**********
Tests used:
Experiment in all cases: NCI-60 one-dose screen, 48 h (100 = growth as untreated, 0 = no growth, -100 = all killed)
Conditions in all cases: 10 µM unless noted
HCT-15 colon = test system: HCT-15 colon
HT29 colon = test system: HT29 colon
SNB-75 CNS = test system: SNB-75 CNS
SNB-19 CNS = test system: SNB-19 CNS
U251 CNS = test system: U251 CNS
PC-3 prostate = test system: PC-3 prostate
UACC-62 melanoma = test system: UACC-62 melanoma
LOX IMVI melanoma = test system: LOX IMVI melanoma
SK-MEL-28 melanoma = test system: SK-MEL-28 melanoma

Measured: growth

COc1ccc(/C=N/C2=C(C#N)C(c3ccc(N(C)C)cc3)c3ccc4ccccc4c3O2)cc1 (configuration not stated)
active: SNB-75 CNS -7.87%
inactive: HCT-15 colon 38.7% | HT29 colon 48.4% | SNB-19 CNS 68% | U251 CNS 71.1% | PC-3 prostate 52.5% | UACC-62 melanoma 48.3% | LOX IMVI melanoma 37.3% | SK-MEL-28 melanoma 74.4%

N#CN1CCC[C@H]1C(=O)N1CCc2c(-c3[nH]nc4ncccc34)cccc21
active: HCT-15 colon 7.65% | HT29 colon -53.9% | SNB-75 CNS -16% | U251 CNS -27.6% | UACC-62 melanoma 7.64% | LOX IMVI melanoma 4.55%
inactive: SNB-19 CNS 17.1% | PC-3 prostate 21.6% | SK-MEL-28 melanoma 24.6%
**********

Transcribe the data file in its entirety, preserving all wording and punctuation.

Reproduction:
Tests used:
Experiment in all cases: NCI-60 one-dose screen, 48 h (100 = growth as untreated, 0 = no growth, -100 = all killed)
Conditions in all cases: 10 µM unless noted
HCT-15 colon = test system: HCT-15 colon
HT29 colon = test system: HT29 colon
SNB-75 CNS = test system: SNB-75 CNS
SNB-19 CNS = test system: SNB-19 CNS
U251 CNS = test system: U251 CNS
PC-3 prostate = test system: PC-3 prostate
UACC-62 melanoma = test system: UACC-62 melanoma
LOX IMVI melanoma = test system: LOX IMVI melanoma
SK-MEL-28 melanoma = test system: SK-MEL-28 melanoma

Measured: growth

COc1ccc(/C=N/C2=C(C#N)C(c3ccc(N(C)C)cc3)c3ccc4ccccc4c3O2)cc1 (configuration not stated)
active: SNB-75 CNS -7.87%
inactive: HCT-15 colon 38.7% | HT29 colon 48.4% | SNB-19 CNS 68% | U251 CNS 71.1% | PC-3 prostate 52.5% | UACC-62 melanoma 48.3% | LOX IMVI melanoma 37.3% | SK-MEL-28 melanoma 74.4%

N#CN1CCC[C@H]1C(=O)N1CCc2c(-c3[nH]nc4ncccc34)cccc21
active: HCT-15 colon 7.65% | HT29 colon -53.9% | SNB-75 CNS -16% | U251 CNS -27.6% | UACC-62 melanoma 7.64% | LOX IMVI melanoma 4.55%
inactive: SNB-19 CNS 17.1% | PC-3 prostate 21.6% | SK-MEL-28 melanoma 24.6%